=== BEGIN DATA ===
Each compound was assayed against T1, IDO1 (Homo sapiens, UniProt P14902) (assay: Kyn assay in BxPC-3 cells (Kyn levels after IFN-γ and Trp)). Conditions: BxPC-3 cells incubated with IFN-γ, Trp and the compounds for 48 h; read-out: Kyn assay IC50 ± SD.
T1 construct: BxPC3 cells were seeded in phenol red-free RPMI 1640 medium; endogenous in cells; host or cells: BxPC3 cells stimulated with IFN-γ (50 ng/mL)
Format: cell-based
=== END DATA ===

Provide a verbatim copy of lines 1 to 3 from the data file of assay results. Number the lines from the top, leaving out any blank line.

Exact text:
Each compound was assayed against T1, IDO1 (Homo sapiens, UniProt P14902) (assay: Kyn assay in BxPC-3 cells (Kyn levels after IFN-γ and Trp)). Conditions: BxPC-3 cells incubated with IFN-γ, Trp and the compounds for 48 h; read-out: Kyn assay IC50 ± SD.
T1 construct: BxPC3 cells were seeded in phenol red-free RPMI 1640 medium; endogenous in cells; host or cells: BxPC3 cells stimulated with IFN-γ (50 ng/mL)
Format: cell-based